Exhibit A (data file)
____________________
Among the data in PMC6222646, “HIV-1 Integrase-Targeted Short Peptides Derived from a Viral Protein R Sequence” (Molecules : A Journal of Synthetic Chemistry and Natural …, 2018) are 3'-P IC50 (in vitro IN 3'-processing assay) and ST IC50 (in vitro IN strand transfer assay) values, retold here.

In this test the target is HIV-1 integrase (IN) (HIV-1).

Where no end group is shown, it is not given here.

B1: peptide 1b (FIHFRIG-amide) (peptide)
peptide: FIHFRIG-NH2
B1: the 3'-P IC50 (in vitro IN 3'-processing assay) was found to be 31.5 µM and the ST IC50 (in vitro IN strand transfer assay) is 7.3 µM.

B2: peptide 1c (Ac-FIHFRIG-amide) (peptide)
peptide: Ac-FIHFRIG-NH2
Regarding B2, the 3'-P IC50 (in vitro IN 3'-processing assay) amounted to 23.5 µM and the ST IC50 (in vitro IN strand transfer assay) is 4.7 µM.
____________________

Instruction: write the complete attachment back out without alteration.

Among the data in PMC6222646, “HIV-1 Integrase-Targeted Short Peptides Derived from a Viral Protein R Sequence” (Molecules : A Journal of Synthetic Chemistry and Natural …, 2018) are 3'-P IC50 (in vitro IN 3'-processing assay) and ST IC50 (in vitro IN strand transfer assay) values, retold here.

In this test the target is HIV-1 integrase (IN) (HIV-1).

Where no end group is shown, it is not given here.

B1: peptide 1b (FIHFRIG-amide) (peptide)
peptide: FIHFRIG-NH2
B1: the 3'-P IC50 (in vitro IN 3'-processing assay) was found to be 31.5 µM and the ST IC50 (in vitro IN strand transfer assay) is 7.3 µM.

B2: peptide 1c (Ac-FIHFRIG-amide) (peptide)
peptide: Ac-FIHFRIG-NH2
Regarding B2, the 3'-P IC50 (in vitro IN 3'-processing assay) amounted to 23.5 µM and the ST IC50 (in vitro IN strand transfer assay) is 4.7 µM.